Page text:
This isn’t just about dispensaries—this is about growers. By accessing data, by looking at the data of each individual chemovar that they’re growing, not only are they going to be able to get more consistency and stability in their unique proprietary cultivation—which are going to help them make a name for themselves as new strains come online—but they’re also going to be able to stay ahead. At this point, there are studies that are starting, looking at terpene content, looking at minor cannabinoid content, and that will be the way of the future. So, why not get in on it now? Why not be a part of that scientific discovery?

CBT: How does Farma test its products for cannabinoid and terpene content?

ASJ: Dispensaries generally aren’t responsible for testing product unless there is vertical integration, in which case that grow is sending it out to a third-party lab for testing. But Farma was the first to lay out their flower display in a way that spoke to chemotypic data. So, rather than relying on indica/sativa duality, we’re asking our growers to get the lab reports that go beyond the THC and CBD and minor cannabinoid concentrations and pull up what those terpene concentrations are so that we can look at it in the shop and take those data points and analyze them against one another, play them off one another.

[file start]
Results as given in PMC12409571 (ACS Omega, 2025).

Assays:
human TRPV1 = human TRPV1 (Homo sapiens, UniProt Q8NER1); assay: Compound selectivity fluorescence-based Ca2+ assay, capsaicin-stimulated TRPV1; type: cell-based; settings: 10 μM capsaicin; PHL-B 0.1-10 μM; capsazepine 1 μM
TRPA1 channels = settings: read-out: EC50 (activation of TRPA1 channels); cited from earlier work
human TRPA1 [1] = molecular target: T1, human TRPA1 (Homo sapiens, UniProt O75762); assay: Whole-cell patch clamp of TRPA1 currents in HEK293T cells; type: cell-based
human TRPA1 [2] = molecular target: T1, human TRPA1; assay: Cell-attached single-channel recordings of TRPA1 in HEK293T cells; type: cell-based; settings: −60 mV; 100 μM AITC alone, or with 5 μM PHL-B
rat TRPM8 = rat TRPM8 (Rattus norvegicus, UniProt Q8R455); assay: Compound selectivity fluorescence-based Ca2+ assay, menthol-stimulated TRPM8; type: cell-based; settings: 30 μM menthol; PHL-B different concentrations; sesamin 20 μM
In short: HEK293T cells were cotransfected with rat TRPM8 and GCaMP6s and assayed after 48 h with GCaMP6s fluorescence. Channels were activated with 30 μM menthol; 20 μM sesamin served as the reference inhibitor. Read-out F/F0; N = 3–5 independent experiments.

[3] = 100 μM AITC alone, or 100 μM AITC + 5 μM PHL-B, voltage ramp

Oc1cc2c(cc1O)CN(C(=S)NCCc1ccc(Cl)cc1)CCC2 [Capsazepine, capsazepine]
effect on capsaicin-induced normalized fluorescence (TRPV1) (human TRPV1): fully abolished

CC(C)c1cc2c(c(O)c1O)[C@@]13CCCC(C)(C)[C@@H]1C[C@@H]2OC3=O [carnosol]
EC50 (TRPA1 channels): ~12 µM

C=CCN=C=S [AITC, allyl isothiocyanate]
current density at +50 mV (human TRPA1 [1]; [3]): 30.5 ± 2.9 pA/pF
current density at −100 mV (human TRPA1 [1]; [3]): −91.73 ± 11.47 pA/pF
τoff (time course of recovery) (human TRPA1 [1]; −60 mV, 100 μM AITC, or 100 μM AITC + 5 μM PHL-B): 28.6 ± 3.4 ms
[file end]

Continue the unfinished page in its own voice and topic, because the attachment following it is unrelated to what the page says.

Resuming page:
Farma specifically works with Phylos Bioscience to make sure that any number of strains that we have on our shelf are in fact genetically tested as they are. A Blue Dream is really a Blue Dream. A Durban Poison is really a Durban Poison. We use all of that data—the genetic data, the lab data—to then create a spectrum of effect in our display that goes anywhere from something that is more likely to be intensely stimulating—whether that’s physically stimulating or cerebrally stimulating or both—to something that’s much more likely to produce a heavy body effect and a quieter mind. You’ll see a particular strain name come up and play out around the case and you’ll have people come in and say, “I always thought that one was a sativa.” Well, it’s not always an energizing effect. It just depends on how the grower’s growing it, what kind of genetics they’re pulling from. Is it really, truly the genetics that they thought they had? So many things come into play, and we try to look at all of that data that we have at our disposal.